In the case of the South Pagosa Park project and the Hot Springs Boulevard project, the density recommended by the Planning Commission is approximately twice the density authorized by the LUDC.
Personally, I find the idea of density limits rather fascinating. In 2017, the city received a report on the Pagosa housing crisis from Smart Growth America, based in Washington, DC. (We discussed this study at length last month in a daily post editorial.) The Smart Growth Study broke down the financial implications of low-density versus high-density development, with particular emphasis on the financial health of local governments…and recommended that the city allow the community to grow to higher densities in the future.
But the city’s LUDC – and county government land use regulations – were specifically written to limit density, to bring future development into line with the status quo… with what is already “on the ground.” “.
That is, the current LUDC apparently conflicts with the recommendations for a financially viable community. The way Pagosa has been built for the past 100 years is no longer a practical or affordable option…unless we want to end up like Aspen, Vail and Telluride, like another mountain town where only millionaires can get away. allow to live.
Now that the city government is seriously trying to solve our housing crisis, caused in part by these same density limitations, the Planning Commission was essentially admitting that we won’t solve our housing problem unless we ignore the density rules of LUDC.
Curiously, the City is currently in the process of rewriting its LUDC. Will some new (more sensible?) density regulations appear in the revised Code? Only their hairdresser knows for sure.
A few important questions were not fully answered before the vote.
How much will Servitas spend to build these 64 units?
Will the rents really be affordable for the majority of our workforce, knowing that a typical working household earns less than 100% of the region’s median income?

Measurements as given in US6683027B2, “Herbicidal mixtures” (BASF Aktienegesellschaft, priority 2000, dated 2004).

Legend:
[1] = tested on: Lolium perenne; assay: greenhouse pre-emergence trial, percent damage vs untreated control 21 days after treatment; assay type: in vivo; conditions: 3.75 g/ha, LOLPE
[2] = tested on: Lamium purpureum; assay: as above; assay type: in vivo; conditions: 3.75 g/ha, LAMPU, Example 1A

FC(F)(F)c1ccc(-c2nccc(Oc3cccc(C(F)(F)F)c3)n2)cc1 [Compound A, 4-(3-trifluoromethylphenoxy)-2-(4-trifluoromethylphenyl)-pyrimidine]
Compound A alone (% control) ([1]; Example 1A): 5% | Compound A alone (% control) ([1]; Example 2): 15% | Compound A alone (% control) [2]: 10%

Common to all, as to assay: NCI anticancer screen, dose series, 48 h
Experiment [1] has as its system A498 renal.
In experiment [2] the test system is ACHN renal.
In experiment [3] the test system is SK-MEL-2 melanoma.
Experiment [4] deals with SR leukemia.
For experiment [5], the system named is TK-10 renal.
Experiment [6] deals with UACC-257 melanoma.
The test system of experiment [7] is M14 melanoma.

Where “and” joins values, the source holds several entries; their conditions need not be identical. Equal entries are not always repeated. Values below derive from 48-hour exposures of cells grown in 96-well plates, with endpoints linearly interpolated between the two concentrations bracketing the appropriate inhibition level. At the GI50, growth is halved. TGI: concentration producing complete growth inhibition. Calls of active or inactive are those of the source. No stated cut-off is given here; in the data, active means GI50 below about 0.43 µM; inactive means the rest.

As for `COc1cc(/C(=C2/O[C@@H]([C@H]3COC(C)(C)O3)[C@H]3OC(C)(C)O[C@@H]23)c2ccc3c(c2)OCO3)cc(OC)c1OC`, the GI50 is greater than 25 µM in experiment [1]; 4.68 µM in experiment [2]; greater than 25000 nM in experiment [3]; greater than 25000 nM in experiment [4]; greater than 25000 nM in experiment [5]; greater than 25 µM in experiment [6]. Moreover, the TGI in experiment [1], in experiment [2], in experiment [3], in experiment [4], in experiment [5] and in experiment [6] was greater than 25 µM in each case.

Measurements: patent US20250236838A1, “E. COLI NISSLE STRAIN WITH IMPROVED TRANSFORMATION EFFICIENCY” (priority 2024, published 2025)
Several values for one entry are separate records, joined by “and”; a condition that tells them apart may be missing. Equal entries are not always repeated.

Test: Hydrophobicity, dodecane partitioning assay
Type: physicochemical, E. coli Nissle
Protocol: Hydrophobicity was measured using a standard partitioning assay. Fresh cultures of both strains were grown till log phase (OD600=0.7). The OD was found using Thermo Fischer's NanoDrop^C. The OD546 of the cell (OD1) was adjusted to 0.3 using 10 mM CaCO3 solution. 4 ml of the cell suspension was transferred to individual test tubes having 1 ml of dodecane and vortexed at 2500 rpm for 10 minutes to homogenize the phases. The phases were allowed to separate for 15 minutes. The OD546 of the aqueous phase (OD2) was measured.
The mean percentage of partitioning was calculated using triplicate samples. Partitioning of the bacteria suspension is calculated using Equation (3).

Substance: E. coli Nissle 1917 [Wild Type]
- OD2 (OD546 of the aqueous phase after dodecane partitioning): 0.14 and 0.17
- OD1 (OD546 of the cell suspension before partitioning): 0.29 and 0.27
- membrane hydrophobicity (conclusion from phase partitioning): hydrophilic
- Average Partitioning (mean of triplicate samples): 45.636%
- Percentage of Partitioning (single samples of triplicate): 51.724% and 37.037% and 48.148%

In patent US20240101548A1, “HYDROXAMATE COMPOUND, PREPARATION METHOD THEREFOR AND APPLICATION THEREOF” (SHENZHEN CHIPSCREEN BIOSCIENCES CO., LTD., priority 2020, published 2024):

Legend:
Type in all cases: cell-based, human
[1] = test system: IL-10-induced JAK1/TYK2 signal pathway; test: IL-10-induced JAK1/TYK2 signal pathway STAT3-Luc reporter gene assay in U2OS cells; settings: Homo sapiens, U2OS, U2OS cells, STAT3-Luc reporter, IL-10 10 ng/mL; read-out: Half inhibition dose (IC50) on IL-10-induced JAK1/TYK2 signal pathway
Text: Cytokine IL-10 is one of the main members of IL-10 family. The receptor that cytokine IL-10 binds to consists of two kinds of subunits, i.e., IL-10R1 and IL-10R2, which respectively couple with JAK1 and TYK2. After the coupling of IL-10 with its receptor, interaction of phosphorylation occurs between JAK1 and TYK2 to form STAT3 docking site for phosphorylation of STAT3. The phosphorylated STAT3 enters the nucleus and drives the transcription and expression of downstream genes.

Will the city government have to subsidize these units on a perpetual basis?
Given that the taxpayers donate free land to the company, it seems to me unconscionable that the taxpayers – and the Planning Commission – have been kept in the dark about the financial details.
Meanwhile, the recommendations coming from the five voting members of the Planning Commission are just that: recommendations. These recommendations were, in turn, based on recommendations made to the Planning Commission by City staff. Ultimately, the seven-member Pagosa Springs City Council and Servitas will make the final decisions on what Servitas will build, and where and how the funding will be shared.
As I’ve mentioned in previous editorials, the 2021 Root Policy Research Report on the Housing Crisis in Southwestern Colorado estimated that Archuleta County lacked 800 homes for working families.
Yet the county is still struggling to add enough units for the workforce. An estimated 800 additional units for permanent residents were needed to fully accommodate job growth and minimize travel.
64 new homes, which will be built over the next two years, may seem like a big number. In fact, that might just scratch the surface.
Bill Hudson began to share his opinions in the Pagosa Daily Post in 2004 and cannot break this habit. He says that in Pagosa Springs, notices are like vans: everyone has one.